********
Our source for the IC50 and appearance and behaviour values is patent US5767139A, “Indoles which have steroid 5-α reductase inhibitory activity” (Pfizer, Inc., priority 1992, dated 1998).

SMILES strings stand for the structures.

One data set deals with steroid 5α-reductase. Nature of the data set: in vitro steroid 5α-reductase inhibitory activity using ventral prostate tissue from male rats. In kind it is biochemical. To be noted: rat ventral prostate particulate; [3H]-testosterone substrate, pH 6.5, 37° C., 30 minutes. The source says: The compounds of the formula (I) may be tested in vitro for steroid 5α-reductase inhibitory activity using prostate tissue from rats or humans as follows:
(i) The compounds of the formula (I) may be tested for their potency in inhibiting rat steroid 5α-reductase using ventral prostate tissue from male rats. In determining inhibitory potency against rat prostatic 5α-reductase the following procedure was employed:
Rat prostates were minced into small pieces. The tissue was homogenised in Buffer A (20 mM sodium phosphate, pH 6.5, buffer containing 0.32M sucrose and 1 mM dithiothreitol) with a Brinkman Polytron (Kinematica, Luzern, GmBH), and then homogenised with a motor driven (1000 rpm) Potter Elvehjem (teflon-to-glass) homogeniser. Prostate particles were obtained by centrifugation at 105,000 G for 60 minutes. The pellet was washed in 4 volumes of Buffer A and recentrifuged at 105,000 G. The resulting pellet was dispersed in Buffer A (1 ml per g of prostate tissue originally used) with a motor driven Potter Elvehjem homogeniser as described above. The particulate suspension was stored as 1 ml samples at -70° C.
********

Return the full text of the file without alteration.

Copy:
Our source for the IC50 and appearance and behaviour values is patent US5767139A, “Indoles which have steroid 5-α reductase inhibitory activity” (Pfizer, Inc., priority 1992, dated 1998).

SMILES strings stand for the structures.

One data set deals with steroid 5α-reductase. Nature of the data set: in vitro steroid 5α-reductase inhibitory activity using ventral prostate tissue from male rats. In kind it is biochemical. To be noted: rat ventral prostate particulate; [3H]-testosterone substrate, pH 6.5, 37° C., 30 minutes. The source says: The compounds of the formula (I) may be tested in vitro for steroid 5α-reductase inhibitory activity using prostate tissue from rats or humans as follows:
(i) The compounds of the formula (I) may be tested for their potency in inhibiting rat steroid 5α-reductase using ventral prostate tissue from male rats. In determining inhibitory potency against rat prostatic 5α-reductase the following procedure was employed:
Rat prostates were minced into small pieces. The tissue was homogenised in Buffer A (20 mM sodium phosphate, pH 6.5, buffer containing 0.32M sucrose and 1 mM dithiothreitol) with a Brinkman Polytron (Kinematica, Luzern, GmBH), and then homogenised with a motor driven (1000 rpm) Potter Elvehjem (teflon-to-glass) homogeniser. Prostate particles were obtained by centrifugation at 105,000 G for 60 minutes. The pellet was washed in 4 volumes of Buffer A and recentrifuged at 105,000 G. The resulting pellet was dispersed in Buffer A (1 ml per g of prostate tissue originally used) with a motor driven Potter Elvehjem homogeniser as described above. The particulate suspension was stored as 1 ml samples at -70° C.